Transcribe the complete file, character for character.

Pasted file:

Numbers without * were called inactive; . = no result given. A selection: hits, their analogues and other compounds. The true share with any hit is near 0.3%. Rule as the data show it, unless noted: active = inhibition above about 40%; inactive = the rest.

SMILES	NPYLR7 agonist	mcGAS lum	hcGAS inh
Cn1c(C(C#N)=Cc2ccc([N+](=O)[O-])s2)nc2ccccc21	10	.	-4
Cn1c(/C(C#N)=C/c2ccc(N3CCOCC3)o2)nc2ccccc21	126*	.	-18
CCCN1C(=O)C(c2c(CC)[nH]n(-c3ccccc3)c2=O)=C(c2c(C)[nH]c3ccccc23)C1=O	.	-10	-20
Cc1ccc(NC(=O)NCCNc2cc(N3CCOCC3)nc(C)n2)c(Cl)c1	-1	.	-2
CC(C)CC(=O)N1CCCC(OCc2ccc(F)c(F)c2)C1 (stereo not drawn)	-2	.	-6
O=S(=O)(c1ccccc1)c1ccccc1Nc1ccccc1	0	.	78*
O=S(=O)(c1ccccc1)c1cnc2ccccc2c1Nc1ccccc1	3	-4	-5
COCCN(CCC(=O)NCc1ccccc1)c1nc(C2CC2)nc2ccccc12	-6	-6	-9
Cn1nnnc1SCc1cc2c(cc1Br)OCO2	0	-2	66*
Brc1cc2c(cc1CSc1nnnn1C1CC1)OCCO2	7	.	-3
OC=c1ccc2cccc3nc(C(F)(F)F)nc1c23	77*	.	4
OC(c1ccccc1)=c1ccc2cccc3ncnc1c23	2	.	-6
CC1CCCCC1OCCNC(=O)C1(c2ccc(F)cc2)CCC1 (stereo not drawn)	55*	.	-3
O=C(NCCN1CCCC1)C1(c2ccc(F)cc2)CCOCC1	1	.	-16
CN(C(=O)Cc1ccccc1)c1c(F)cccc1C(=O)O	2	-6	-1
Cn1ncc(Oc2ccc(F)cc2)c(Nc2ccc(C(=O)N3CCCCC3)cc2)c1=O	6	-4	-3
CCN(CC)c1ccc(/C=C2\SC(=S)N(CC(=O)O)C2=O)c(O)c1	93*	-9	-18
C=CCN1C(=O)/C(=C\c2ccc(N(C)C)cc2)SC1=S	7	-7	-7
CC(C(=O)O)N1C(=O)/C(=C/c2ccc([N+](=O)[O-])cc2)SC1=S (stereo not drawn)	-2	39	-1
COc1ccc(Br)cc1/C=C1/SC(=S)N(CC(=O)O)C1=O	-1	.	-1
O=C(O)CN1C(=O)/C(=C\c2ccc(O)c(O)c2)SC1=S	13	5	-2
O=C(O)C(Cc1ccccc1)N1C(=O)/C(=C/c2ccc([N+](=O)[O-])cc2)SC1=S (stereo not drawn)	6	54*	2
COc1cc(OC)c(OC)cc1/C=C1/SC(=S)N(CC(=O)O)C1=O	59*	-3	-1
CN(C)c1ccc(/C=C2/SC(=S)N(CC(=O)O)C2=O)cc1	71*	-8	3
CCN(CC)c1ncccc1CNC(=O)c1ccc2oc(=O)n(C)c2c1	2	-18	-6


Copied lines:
Numbers without * were called inactive; . = no result given. A selection: hits, their analogues and other compounds. The true share with any hit is near 0.3%. Rule as the data show it, unless noted: active = inhibition above about 40%; inactive = the rest.

SMILES	NPYLR7 agonist	mcGAS lum	hcGAS inh
Cn1c(C(C#N)=Cc2ccc([N+](=O)[O-])s2)nc2ccccc21	10	.	-4
Cn1c(/C(C#N)=C/c2ccc(N3CCOCC3)o2)nc2ccccc21	126*	.	-18
CCCN1C(=O)C(c2c(CC)[nH]n(-c3ccccc3)c2=O)=C(c2c(C)[nH]c3ccccc23)C1=O	.	-10	-20
Cc1ccc(NC(=O)NCCNc2cc(N3CCOCC3)nc(C)n2)c(Cl)c1	-1	.	-2
CC(C)CC(=O)N1CCCC(OCc2ccc(F)c(F)c2)C1 (stereo not drawn)	-2	.	-6
O=S(=O)(c1ccccc1)c1ccccc1Nc1ccccc1	0	.	78*
O=S(=O)(c1ccccc1)c1cnc2ccccc2c1Nc1ccccc1	3	-4	-5
COCCN(CCC(=O)NCc1ccccc1)c1nc(C2CC2)nc2ccccc12	-6	-6	-9
Cn1nnnc1SCc1cc2c(cc1Br)OCO2	0	-2	66*
Brc1cc2c(cc1CSc1nnnn1C1CC1)OCCO2	7	.	-3
OC=c1ccc2cccc3nc(C(F)(F)F)nc1c23	77*	.	4
OC(c1ccccc1)=c1ccc2cccc3ncnc1c23	2	.	-6
CC1CCCCC1OCCNC(=O)C1(c2ccc(F)cc2)CCC1 (stereo not drawn)	55*	.	-3
O=C(NCCN1CCCC1)C1(c2ccc(F)cc2)CCOCC1	1	.	-16
CN(C(=O)Cc1ccccc1)c1c(F)cccc1C(=O)O	2	-6	-1
Cn1ncc(Oc2ccc(F)cc2)c(Nc2ccc(C(=O)N3CCCCC3)cc2)c1=O	6	-4	-3
CCN(CC)c1ccc(/C=C2\SC(=S)N(CC(=O)O)C2=O)c(O)c1	93*	-9	-18
C=CCN1C(=O)/C(=C\c2ccc(N(C)C)cc2)SC1=S	7	-7	-7
CC(C(=O)O)N1C(=O)/C(=C/c2ccc([N+](=O)[O-])cc2)SC1=S (stereo not drawn)	-2	39	-1
COc1ccc(Br)cc1/C=C1/SC(=S)N(CC(=O)O)C1=O	-1	.	-1
O=C(O)CN1C(=O)/C(=C\c2ccc(O)c(O)c2)SC1=S	13	5	-2
O=C(O)C(Cc1ccccc1)N1C(=O)/C(=C/c2ccc([N+](=O)[O-])cc2)SC1=S (stereo not drawn)	6	54*	2
COc1cc(OC)c(OC)cc1/C=C1/SC(=S)N(CC(=O)O)C1=O	59*	-3	-1
CN(C)c1ccc(/C=C2/SC(=S)N(CC(=O)O)C2=O)cc1	71*	-8	3
CCN(CC)c1ncccc1CNC(=O)c1ccc2oc(=O)n(C)c2c1	2	-18	-6